Sometimes you just have to go where your nose leads you. A few weeks ago, Janine and I were wandering down a side street in Bushwick, hoping to check out some new beer bar. Janine asked me where it was and I pointed unconfidently down the block, whereupon a woman in her early twenties asked me, “Are you looking for the grbledey climilly gorblor?” or at least that’s what is sounded like. I was faced with two options. I could say, “huh?” and ruin the moment, or I could go with it. I went with it.
“Sure!” I replied, confidently.
She beckoned for us to follow her down the street, passing the beer bar and any other bits of civilization as we went. While we were being led down a semi lit street late at night in Brooklyn, this was nothing like the time in 1994 when Janine and I hitchhiked down a mountain in Japan, having miscalculated what it would cost to take the bus to the train to our apartment in that great metropolis, Utsunomiya, Japan, where we were living at the time. Someday you should ask me what I think of the Japanese practice of closing the ATMs for the weekend. That time, we were picked up by a slightly odd fellow who seemed very eager to engage us in conversation, which was made rather difficult by the fact that at that time Janine and I spoke about eleven words of Japanese between us and he had no English at all. As we sat in this fellow’s car Janine was convinced that we had been abducted and that we were about to star in the Japanese version of Dawn, Portrait of a Teenage Hitchhiker. As it turns out, the kindly gent wanted nothing more than to show us the highlights of his little mountain town. Four hours later, after visits to two museums, he deposited us at the train station.
Needless to say, this encounter with the friendly young lady was nothing like that.
The young woman led us through a doorway to a warehouse which opened to reveal a frenzied hub of hopeful young people. They were making posters, paper mache puppets, and other agitprop protest matériel associated with the climate march that was to occur that weekend. It was a beehive of hope. Janine and I took in the scene and recalled the various marches that we attended and political campaigns we worked on over the years. The young woman, named Sarah, works for a local environmental organization. It was a nice reminder that there is still no shortage of earnest energy focused on solving a problem that some people think is a lost cause.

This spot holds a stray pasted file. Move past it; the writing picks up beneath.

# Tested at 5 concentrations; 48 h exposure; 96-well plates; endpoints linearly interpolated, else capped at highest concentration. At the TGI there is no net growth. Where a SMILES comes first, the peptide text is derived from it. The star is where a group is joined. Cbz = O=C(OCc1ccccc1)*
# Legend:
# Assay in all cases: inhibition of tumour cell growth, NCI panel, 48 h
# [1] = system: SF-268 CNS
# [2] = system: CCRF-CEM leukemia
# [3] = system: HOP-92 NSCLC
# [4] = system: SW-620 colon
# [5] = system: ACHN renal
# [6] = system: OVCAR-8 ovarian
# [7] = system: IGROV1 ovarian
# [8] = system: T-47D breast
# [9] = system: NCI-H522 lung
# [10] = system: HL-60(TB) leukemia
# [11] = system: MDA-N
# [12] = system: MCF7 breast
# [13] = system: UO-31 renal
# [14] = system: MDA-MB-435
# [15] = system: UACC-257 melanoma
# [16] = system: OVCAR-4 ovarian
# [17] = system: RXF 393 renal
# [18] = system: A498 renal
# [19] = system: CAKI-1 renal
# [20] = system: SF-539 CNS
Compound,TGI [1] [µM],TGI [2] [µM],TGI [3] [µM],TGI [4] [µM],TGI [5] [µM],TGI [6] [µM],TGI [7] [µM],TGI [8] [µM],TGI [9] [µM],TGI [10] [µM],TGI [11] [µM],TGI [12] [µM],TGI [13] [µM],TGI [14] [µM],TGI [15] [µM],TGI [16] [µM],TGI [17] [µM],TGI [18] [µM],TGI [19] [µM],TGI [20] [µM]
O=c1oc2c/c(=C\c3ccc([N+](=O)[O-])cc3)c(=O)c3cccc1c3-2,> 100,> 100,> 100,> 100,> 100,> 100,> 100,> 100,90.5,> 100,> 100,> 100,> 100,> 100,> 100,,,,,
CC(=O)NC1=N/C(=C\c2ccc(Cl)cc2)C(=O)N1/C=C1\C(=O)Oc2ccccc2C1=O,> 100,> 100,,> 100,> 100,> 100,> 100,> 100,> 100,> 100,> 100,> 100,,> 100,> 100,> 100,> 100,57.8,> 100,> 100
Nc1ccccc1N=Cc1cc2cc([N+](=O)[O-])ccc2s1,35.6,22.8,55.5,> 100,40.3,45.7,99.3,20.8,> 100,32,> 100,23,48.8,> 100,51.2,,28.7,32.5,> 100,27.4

I am somewhat abashed to say that on the Sunday of the march we were enticed away from flexing our protest muscles by a somewhat more prosaic but no less colorful event – the Broadway Flea Market!
Every year, they block off 44th street between Broadway and 8th to hold a sale of Broadway-related flotsam and jetsam to benefit Broadway Cares/Equity Fights AIDS, which provides grants to help people with AIDS. There are playbills, posters, costumes, and all manner of other Broadway-ilia. There was a rack of pants from Phantom of the Opera – Phantom pants, if you will – there was a bin full of shoes, none of which were apparently warn by the beloved ingénue Sutton Foster.
There were flocks of what were clearly theatre students, all jazz hands and fabulous, projecting their voices impressively and occasionally breaking into song. And as I mentioned, there were piles and piles of Broadway stuff.
I was pawing through a pile of Playbills and there was a program from an early cast of A Chorus Line with two people I knew from my theatre days. What were the chances? A quick scan of playbills set off a rant (by me) about how they changed the names of half of Broadway’s theaters when I wasn’t looking. What was that all about?
As we were getting ready to leave, Janine was thumbing absent mindedly at a batch of theatre posters – the 14 x 22 cardboard cards that sit in shop windows throughout the Broadway district – and imagine her surprise when she found herself staring at a picture of me!
Yep, there I was. Back in 1980 I played the lead in a goddawful off-Broadway play called Richie, which ran all of eight performances at the Orpheum Theatre on 2nd Avenue and St. Mark’s Place. Who’d have thunk? Janine probably nabbed the next-to-last copy of the poster in existence (my mother has one hanging proudly in her garage).
I was thrilled. How much did I pay for this extraordinary piece of off-Broadway history? Er, a buck. I paid the fellow my dollar and couldn’t keep my important news to my self. “That’s me!” I gushed? The guy looked at the poster and then looked at me. “Really?” he asked, unimpressed. “Yes!” I replied. “Oh,” he said. Tough crowd.
I was unfazed.
The moral of the story? Poke through the bins. Also, use discretion, but be adventurous.